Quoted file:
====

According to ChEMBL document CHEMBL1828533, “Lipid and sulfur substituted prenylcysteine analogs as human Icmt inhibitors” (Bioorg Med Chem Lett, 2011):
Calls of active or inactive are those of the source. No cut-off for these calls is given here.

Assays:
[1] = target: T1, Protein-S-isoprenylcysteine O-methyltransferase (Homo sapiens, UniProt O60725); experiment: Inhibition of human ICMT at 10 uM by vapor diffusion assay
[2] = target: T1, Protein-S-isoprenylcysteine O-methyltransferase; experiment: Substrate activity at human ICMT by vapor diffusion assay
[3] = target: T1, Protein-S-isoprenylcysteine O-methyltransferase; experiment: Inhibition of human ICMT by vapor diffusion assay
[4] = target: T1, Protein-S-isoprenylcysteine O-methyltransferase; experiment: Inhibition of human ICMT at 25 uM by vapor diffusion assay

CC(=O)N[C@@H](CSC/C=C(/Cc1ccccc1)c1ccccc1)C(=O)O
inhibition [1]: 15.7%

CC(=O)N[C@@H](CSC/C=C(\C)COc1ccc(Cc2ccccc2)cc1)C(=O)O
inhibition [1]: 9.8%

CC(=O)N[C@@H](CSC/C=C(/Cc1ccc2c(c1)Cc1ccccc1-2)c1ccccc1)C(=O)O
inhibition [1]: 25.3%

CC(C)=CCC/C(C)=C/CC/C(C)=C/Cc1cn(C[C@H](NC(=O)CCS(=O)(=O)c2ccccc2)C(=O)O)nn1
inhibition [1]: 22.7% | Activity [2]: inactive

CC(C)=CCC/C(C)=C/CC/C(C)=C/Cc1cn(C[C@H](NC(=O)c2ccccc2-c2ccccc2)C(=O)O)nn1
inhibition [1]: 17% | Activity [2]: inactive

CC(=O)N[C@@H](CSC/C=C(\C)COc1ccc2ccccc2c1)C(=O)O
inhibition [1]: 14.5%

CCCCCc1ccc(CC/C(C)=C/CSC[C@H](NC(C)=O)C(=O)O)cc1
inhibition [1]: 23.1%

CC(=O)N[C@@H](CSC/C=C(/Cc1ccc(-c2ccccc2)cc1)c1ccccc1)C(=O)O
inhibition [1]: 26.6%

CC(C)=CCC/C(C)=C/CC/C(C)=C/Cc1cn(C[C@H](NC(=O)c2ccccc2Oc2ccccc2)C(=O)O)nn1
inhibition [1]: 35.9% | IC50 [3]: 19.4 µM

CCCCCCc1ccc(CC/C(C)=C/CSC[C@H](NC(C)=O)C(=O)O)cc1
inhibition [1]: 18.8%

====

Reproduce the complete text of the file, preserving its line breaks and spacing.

According to ChEMBL document CHEMBL1828533, “Lipid and sulfur substituted prenylcysteine analogs as human Icmt inhibitors” (Bioorg Med Chem Lett, 2011):
Calls of active or inactive are those of the source. No cut-off for these calls is given here.

Assays:
[1] = target: T1, Protein-S-isoprenylcysteine O-methyltransferase (Homo sapiens, UniProt O60725); experiment: Inhibition of human ICMT at 10 uM by vapor diffusion assay
[2] = target: T1, Protein-S-isoprenylcysteine O-methyltransferase; experiment: Substrate activity at human ICMT by vapor diffusion assay
[3] = target: T1, Protein-S-isoprenylcysteine O-methyltransferase; experiment: Inhibition of human ICMT by vapor diffusion assay
[4] = target: T1, Protein-S-isoprenylcysteine O-methyltransferase; experiment: Inhibition of human ICMT at 25 uM by vapor diffusion assay

CC(=O)N[C@@H](CSC/C=C(/Cc1ccccc1)c1ccccc1)C(=O)O
inhibition [1]: 15.7%

CC(=O)N[C@@H](CSC/C=C(\C)COc1ccc(Cc2ccccc2)cc1)C(=O)O
inhibition [1]: 9.8%

CC(=O)N[C@@H](CSC/C=C(/Cc1ccc2c(c1)Cc1ccccc1-2)c1ccccc1)C(=O)O
inhibition [1]: 25.3%

CC(C)=CCC/C(C)=C/CC/C(C)=C/Cc1cn(C[C@H](NC(=O)CCS(=O)(=O)c2ccccc2)C(=O)O)nn1
inhibition [1]: 22.7% | Activity [2]: inactive

CC(C)=CCC/C(C)=C/CC/C(C)=C/Cc1cn(C[C@H](NC(=O)c2ccccc2-c2ccccc2)C(=O)O)nn1
inhibition [1]: 17% | Activity [2]: inactive

CC(=O)N[C@@H](CSC/C=C(\C)COc1ccc2ccccc2c1)C(=O)O
inhibition [1]: 14.5%

CCCCCc1ccc(CC/C(C)=C/CSC[C@H](NC(C)=O)C(=O)O)cc1
inhibition [1]: 23.1%

CC(=O)N[C@@H](CSC/C=C(/Cc1ccc(-c2ccccc2)cc1)c1ccccc1)C(=O)O
inhibition [1]: 26.6%

CC(C)=CCC/C(C)=C/CC/C(C)=C/Cc1cn(C[C@H](NC(=O)c2ccccc2Oc2ccccc2)C(=O)O)nn1
inhibition [1]: 35.9% | IC50 [3]: 19.4 µM

CCCCCCc1ccc(CC/C(C)=C/CSC[C@H](NC(C)=O)C(=O)O)cc1
inhibition [1]: 18.8%